Google Can’t Shake Advertisers’ Lawsuit

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SAN JOSE (CN) – A federal judge dismissed only part of a class action accusing Google of withholding money from four AdSense advertisers, but allowed the core of the lawsuit to proceed.
     U.S. District Judge Beth Labson Freeman dismissed claims that Google profited unjustly, defrauded the plaintiffs or engaged in bad faith when terminating the publishing rights of four AdSense users.
     She refused to dismiss claims for liquidated damages, breach of contract, breach of implied covenant of good faith and fair dealing, and unfair competition.
     Freeman agreed with Google’s argument that its failure to terminate other AdSense users is not enough to establish faith, as the other websites are not similar, and that “allegations of selective enforcement are not enough to plead bad faith.”
     AdSense is a Google-run program that allows people to create ads that appear on Google-administered websites such as its search-engine page. The four publishers — Free Range Content, Coconut Island Software, Taylor Chose and Matthew Simpson — all used AdSense to earn money on a per-click or per-impression basis.
     The dispute arose when Google kicked them out of AdSense, claiming they violated its terms by publishing “invalid material.”
     Lead plaintiff Free Range Content acknowledged an unaccounted spike in the number of clicks and associated revenue before it was terminated, but said the spike was caused by unknown factors beyond its control. It said it alerted Google to the problem and stood ready to differentiate between valid and invalid clicks when Google terminated its publishing rights.
     It also claimed Google kept all of the revenue from its AdSense publishing, including money it said had been generated by invalid advertising methods.
     The other three plaintiffs’ claims are similar.
     In terms of the core claims of the lawsuit, Freeman sided with the plaintiffs.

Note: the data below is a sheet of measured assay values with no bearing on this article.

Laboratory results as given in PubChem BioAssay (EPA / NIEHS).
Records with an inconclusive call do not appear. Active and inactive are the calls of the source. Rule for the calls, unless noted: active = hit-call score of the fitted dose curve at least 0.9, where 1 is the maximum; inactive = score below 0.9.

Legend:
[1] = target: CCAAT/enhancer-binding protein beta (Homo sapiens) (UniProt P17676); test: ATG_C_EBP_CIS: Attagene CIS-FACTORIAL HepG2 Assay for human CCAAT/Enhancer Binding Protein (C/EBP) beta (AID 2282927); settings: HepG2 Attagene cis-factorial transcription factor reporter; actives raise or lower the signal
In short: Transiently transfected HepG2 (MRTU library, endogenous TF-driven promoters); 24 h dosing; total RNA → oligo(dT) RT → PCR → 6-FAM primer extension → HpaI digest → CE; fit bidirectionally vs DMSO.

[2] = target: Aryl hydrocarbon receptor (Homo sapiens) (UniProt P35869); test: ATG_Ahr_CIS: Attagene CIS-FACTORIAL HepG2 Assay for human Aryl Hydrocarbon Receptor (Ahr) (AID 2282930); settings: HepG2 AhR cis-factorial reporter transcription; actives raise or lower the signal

“Taking the allegations are true, the challenged terms [of service] are one-sided because they let Google withhold funds for up to two months regardless of the severity of the purported breach and even if the funds are earned through valid activity, notwithstanding Google’s supposed ability to distinguish between valid and invalid ad serves,” Freeman wrote.
     She added: “While a more developed record may reveal that Google is justified in withholding the entirety of unpaid earnings, plaintiffs offer sufficient allegations to survive the pleading stage on this issue.”
     However, Freeman found the two individual plaintiffs, Chose and Simpson, did not have valid payment-related claims because they failed to register complaints within 30 days.
     Freeman rejected the fraud claims, for failure to show which specific statement they relied on that caused them to purchase something and turned out not to be true.
     “The court agrees with defendant that plaintiffs have failed to plausibly allege reliance.”
     Nevertheless, the breach of contract claims, the claims relating to how Google liquidated funds after the publishing rights were terminated, and other related unfair business practices claims were allowed to go forward.
     Google did not respond to a request for comment. It is represented by Jeffrey Gutkin with Cooley LLP in San Francisco.
     Patrick Howard, attorney for Free Range Content, did not immediately respond to an emailed request for comment. He is with Saltz Mongeluzzi Barrett & Bendesky in Philadelphia.